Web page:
27 Nov 2011

Tosca, ENO

The swift return to the Coliseum of Catherine Malfitano’s production of Tosca, premiered in 2010, contrasts strongly with the increasingly disposable nature of many recent ENO productions.

Malfitano’s staging makes a refreshing change both from the likes of the floundering first-time spoken theatre and film directors often recently engaged by the company, and from the ludicrous, dramatically-null vulgarity of the Zeffirelli brigade. It doubtless helps to have someone at the directorial helm who knows the work from the inside, having sung the title-role a good many times herself. There is nothing here — with the possible exception of the third act — to frighten self-appointed ‘traditionalists’, although in such repertoire and with respect the audiences it tends to attract, I cannot help but wish that someone would occasionally shock the horses. (Just imagine what Calixto Bieito might make of Tosca!) Despite the sometimes bizarre specificity of the libretto, there seems to me no reason why intelligent relocation or abstraction could not work: the opera is not in any meaningful sense ‘about’ the experience of the French Revolution in Rome. Malfitano, however, elects successfully to retain the settings and for the most part the attitudes of the work’s creators, respecting as do they the classical unities.

The first act is therefore set in S.Andrea della Valle at noon, convincingly represented in realistic fashion by Frank Philipp Schl√∂ssmann’s designs. The force of Cavaradossi’s painting registers straightforwardly, but none the worse for that. One strongly feels the menace of the Church as pillar of the (re-)established order at the entrance of clergy and acolytes for the “Te Deum”. (I cannot help but find the anti-clericalism shallow, verging on the puerile, but that is no fault of the production.) Likewise, the second act is set at evening in Scarpia’s quarters in the Palazzo Farnese, furnished as one might expect, though without excess. The third act therefore comes as a bit of a surprise, at least in terms of designs . Doubtless taking as its cue references in words and stage directions to the stars, perhaps even those to the saints in heaven, we see the skies as if from a space ship, though something akin to the battlements is still present. It did not bother me in the slightest, though nor, by the same token, did I find the image revelatory. Throughout, Malfitano’s direction of the characters on stage proves quietly accomplished, providing neither mishaps nor particular flashes of revelation. I do not mean to imply that it is dull, for it is not, but nor does this in any sense approach reinterpretation, for which many will doubtless be relieved. If I found the final melodrama as difficult to take as ever, a not-entirely-fitting conclusion to so well-crafted a score, then clearly I am in the minority; rightly or wrongly, it receives faithful treatment here.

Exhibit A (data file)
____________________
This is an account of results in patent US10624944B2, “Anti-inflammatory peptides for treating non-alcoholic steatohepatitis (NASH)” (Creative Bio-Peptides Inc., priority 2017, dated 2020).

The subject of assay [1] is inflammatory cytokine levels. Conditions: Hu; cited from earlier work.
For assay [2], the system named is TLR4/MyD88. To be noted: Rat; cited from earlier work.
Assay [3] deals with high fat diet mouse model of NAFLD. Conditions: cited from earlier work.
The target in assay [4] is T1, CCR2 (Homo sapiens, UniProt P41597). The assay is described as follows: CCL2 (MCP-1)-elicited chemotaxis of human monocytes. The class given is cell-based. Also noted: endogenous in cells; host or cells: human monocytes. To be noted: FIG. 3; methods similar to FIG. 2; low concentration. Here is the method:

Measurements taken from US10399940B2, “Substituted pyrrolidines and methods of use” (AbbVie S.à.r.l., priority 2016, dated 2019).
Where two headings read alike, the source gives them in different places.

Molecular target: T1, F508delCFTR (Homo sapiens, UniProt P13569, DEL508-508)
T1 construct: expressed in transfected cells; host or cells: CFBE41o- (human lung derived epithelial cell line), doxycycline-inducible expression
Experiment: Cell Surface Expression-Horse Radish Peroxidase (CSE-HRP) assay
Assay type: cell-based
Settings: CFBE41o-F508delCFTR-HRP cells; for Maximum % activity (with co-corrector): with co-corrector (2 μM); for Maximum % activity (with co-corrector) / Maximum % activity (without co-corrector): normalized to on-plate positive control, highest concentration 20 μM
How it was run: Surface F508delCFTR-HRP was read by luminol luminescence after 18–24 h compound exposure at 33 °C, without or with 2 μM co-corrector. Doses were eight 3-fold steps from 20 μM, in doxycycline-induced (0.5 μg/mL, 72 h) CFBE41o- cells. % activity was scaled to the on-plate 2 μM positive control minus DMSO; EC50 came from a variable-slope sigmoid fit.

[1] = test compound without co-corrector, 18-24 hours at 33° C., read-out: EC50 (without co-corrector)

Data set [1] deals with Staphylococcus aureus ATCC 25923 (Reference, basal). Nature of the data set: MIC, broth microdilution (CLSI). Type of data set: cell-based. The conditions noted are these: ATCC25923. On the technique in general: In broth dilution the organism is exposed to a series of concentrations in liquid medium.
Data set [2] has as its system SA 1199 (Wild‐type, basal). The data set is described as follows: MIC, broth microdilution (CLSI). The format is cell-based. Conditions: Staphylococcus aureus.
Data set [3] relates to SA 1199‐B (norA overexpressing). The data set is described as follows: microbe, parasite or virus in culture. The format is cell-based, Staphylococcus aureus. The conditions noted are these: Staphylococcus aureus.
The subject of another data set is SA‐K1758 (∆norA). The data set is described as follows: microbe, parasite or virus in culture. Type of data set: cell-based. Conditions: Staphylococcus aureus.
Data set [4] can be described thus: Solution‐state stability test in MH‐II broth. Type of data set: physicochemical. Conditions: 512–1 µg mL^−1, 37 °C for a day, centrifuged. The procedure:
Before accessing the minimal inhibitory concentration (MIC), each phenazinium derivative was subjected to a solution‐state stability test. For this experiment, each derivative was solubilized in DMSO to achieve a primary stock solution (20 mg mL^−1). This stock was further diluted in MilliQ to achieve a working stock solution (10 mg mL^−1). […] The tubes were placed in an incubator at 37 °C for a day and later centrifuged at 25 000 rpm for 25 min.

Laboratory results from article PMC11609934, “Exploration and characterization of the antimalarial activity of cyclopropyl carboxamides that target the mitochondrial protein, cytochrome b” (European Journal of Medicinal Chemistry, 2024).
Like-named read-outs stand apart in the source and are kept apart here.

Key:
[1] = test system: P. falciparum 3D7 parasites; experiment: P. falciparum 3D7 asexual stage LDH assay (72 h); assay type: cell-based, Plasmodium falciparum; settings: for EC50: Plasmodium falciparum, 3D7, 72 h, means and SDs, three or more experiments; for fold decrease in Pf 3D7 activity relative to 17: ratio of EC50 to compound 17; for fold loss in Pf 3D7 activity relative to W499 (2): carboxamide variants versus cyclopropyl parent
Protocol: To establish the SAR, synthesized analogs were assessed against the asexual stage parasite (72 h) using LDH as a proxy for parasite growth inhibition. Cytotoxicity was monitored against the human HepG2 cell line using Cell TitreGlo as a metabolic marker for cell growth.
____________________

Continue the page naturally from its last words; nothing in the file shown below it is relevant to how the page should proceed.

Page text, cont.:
Stephen Lord’s conducting was impressive. Lord is not a conductor I have previously heard, but I should certainly be interested to do so again. Despite the occasional instance of perhaps driving the score a little hard, the full yet variegated sound conjured from the orchestra was as fine as I have heard at the Coliseum for quite some time. Alert to Puccini’s Wagnerisms without overplaying them, there was a fine continuity to Lord’s traversal of the score, which here in both harmony and orchestration at times sounded, to its great benefit, appreciably more modernistic than one often hears. It was not for nothing that both Schoenberg and Berg were admirers. Even Mahler, in his scathing description of a Meistermachwerk, acknowledged the skill of orchestration — an undoubted advance upon so many of Puccini’s Italian forebears — though added that any cobbler nowadays could merely ‘orchestrate to perfection’.

Tosca_2011_Anthony_Michaels_Moore_2_Credit_Mike_Hoban.pngAnthony Michaels-Moore as Scarpia

If the singing did not truly scaled the heights, it was professionally despatched. No one is going to replicate Callas, and Claire Rutter wisely did not attempt to try: hers was an intelligent enough stage portrayal, a little lacking in charisma perhaps, likewise in creation of the diva-status of Floria Tosca as singer, but, despite occasional weakness in sustaining her line, there was nothing grievous to worry about. Gwyn Hughes-Jones’s Cavaradossi was not entirely free of crooning tendencies, nor did it revel in subtleties, but it was well enough sung, and would doubtless have sounded better in Italian. Anthony Michaels-Moore seemed to experience vocal difficulties in the first act but his Scarpia sharpened up in the second, albeit without ever quite capturing the sheer danger and malevolence of the most notable interpreters. The smaller parts were all well taken. Choral singing, not always the strongest point recently at the Coliseum, was similarly accomplished.

Mark Berry